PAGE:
• Archives

Come on the Safari With Me

SchoolofLife.com

I am going on VACAY, as the kids now say. I am out of office. AKA OOO. I am taking War and Peace and I may never come back. I mean I can’t even finish a People magazine article, so ha fucking ha. Do I need to smell the roses, gaze at the stars, drink Smoothies, and pick scabs? Do I need to lose my fucking phone? Do I need to write a screenplay, suck wind, take up smoking American Spirits? I might grow a beard, read old medical records, test drive an e-car. I hate gardening, cooking, and waking up. I’ve never been particularly good at vacation insofar as fun, rest, and new experiences are involved. I’ll be back in two weeks.

What are you doing for your summer vacation? I hope you are WRITING!!!

At Night We Ride Through Mansions of Glory In Suicide Machines

Wiki

When I was in college, I was in a writing group with three other students. When we graduated, one went to Martha’s Vineyard to write screenplays. One went to London to write plays. And one went to graduate school for English. Me? I took a job at Morgan Stanley pulling documents in their corporate library. I never took a single day to write. Always had a day job. Was not a free spirit. Far from it. I prefer structure, rules, guidelines, and deadlines. I’m compulsive, rigid, and driven.

Are you a free spirit?

But I Said No No No

Wiki

Some authors want to see their rejection letters from editors. Some don’t. For me, the worst is the writer who wants to parse every letter. Of course, I understand the need to unpack all the rejection language, but I’ve been doing this for over 30 years and what I’ve come to understand is this: rejection letters all say the exact same thing: no. And no is uninteresting if you’re in the business of getting to yes. Admittedly, sometimes a rejection letter can be interesting, informative, and helpful. But generally, the editor, when all is said and done, is being polite. It’s not right for them, they don’t have a vision for it, they aren’t passionate, they don’t know who the market is or how to reach them, they did a book just like it, they didn’t connect.

How do you handle rejection?

I Really Don’t Know Life At All

wiki

So tomorrow is the big day, my 62nd. Just in case anyone was wondering, I’m not at my goal weight. Nor have I received an Oscar (though I continue to update my speech). I know I’m supposed to be grateful for all the things I have in my life, but I’m not. I want more bites of the apple. I want unspeakable highs. I want the years I lost to depression. I want a wake up call. I want to tell one person what I really think. I want to push myself twice as hard. I want everyone I love to shine.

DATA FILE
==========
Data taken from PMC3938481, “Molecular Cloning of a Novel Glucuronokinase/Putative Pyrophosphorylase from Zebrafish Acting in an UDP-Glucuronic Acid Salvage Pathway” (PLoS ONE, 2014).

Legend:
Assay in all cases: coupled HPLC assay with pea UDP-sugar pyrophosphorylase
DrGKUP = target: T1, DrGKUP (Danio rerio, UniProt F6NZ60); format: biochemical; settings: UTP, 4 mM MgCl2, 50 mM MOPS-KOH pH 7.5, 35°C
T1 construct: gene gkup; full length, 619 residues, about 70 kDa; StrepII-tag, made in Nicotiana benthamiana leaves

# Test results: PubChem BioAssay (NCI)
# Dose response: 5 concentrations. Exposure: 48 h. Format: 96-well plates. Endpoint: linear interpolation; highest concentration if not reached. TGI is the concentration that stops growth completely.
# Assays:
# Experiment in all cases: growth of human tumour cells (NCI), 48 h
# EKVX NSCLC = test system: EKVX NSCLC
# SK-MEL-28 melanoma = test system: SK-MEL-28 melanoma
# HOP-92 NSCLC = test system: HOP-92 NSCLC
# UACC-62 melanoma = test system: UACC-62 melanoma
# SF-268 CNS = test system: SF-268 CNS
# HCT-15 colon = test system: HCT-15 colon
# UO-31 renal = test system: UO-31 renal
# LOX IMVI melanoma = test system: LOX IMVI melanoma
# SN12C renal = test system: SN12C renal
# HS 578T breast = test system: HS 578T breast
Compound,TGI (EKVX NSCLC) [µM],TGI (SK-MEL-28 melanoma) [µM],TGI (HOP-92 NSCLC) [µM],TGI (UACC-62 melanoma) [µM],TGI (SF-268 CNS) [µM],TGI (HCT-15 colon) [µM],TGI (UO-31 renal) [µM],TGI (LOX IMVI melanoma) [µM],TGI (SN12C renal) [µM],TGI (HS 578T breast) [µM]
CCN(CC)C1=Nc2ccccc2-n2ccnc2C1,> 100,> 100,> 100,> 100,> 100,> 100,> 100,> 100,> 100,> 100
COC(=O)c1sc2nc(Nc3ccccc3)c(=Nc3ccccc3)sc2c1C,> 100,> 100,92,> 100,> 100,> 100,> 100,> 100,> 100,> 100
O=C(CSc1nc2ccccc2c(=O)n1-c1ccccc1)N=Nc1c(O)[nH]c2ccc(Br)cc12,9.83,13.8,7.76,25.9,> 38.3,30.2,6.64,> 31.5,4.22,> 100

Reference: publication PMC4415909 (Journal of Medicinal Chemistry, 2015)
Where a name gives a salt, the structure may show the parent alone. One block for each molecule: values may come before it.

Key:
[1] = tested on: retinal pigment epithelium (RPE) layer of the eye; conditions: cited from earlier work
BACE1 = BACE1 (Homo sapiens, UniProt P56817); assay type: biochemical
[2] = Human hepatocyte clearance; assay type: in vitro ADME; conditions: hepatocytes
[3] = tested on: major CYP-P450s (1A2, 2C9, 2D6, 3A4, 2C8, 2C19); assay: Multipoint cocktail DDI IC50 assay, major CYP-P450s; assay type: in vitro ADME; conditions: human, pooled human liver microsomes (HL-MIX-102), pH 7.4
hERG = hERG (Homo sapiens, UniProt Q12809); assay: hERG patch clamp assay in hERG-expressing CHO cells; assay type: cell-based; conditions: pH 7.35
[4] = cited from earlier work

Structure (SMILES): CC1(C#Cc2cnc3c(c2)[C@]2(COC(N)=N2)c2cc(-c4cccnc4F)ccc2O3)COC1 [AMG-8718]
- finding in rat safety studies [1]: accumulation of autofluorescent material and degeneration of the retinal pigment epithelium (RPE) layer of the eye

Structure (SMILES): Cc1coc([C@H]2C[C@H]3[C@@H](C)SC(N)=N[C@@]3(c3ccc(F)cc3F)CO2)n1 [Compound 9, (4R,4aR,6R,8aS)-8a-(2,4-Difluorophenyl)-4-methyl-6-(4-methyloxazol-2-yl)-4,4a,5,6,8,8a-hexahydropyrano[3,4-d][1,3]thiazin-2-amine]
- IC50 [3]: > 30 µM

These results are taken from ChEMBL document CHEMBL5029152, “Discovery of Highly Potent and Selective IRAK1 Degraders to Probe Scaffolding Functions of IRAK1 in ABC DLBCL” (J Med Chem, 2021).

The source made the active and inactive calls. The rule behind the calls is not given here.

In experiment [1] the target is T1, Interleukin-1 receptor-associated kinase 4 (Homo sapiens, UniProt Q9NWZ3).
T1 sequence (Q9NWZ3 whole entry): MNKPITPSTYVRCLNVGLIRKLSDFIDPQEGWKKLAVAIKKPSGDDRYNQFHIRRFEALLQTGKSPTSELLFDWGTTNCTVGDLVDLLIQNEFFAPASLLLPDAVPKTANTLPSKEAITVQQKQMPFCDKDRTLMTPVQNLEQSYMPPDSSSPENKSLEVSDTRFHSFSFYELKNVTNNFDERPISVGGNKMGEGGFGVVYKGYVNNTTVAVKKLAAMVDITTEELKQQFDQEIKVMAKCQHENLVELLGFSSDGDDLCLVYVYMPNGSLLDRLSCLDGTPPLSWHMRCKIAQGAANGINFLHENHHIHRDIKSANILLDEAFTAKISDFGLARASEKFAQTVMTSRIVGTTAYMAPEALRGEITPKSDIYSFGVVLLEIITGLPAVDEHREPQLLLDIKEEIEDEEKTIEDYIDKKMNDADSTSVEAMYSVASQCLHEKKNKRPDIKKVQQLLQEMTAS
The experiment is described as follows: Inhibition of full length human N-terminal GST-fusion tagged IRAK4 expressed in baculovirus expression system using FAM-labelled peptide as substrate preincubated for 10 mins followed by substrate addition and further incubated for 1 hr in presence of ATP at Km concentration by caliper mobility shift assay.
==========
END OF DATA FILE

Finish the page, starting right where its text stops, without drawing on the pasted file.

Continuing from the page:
Make a wish.

You Don’t Know How Lucky You are Boy

wiki

“I have much more humility about my role in the publishing process now than I did ten years ago, I think that so much depends on luck, so much depends upon factors that are out of your control.”

This quote is by Jonathan Karp, the publisher of Simon and Schuster. I think it’s remarkable given that it’s his job to convince everyone that they know exactly what they’re doing. The truth is you can do everything for a book and it tanks. You can have a book with very little going for it, at least on the surface, and it can be a runaway success. Luck is such an interesting concept. Personally, I think you have to work very hard to be lucky. But even then you have to be lucky.

What’s your definition of luck?

All I Want is You to Make Love to Me

wiki

Money, love, fame, self-actualization, personal growth, jam. Or is it some deep need, some itch, some compulsion, obsession, search for LOL, what is it? And where do they come from: ideas, moments, toast points. How high can you go? How low? Are you on fire or drifting out to sea? This writing business is not for sissies.

Are you brave or?

Give Me Love Give Me Love Give Me Peace on Earth